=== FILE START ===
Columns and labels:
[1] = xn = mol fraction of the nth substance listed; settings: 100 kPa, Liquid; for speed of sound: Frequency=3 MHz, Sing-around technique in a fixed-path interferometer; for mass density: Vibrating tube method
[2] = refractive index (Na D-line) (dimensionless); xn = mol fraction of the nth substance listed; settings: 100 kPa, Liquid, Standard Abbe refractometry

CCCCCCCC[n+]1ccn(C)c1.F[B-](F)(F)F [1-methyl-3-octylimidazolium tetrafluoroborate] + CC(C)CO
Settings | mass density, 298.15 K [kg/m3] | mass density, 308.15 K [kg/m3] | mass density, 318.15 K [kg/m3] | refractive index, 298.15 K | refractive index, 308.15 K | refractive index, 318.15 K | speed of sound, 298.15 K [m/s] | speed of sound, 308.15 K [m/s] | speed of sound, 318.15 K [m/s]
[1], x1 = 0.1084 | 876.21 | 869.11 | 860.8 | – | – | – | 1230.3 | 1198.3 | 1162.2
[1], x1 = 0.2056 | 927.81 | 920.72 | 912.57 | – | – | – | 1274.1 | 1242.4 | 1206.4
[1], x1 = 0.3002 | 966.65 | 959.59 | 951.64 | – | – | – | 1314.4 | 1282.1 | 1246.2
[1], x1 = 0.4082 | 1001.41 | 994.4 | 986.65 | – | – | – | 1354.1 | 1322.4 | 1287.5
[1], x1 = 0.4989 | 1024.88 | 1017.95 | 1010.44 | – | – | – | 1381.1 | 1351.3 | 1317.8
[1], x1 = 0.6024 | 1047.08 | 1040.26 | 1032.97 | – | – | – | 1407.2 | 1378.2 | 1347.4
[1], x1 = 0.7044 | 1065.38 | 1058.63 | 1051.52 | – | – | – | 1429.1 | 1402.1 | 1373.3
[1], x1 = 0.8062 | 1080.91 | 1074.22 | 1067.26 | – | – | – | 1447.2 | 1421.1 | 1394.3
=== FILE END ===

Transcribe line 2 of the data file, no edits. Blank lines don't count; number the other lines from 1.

[1] = xn = mol fraction of the nth substance listed; settings: 100 kPa, Liquid; for speed of sound: Frequency=3 MHz, Sing-around technique in a fixed-path interferometer; for mass density: Vibrating tube method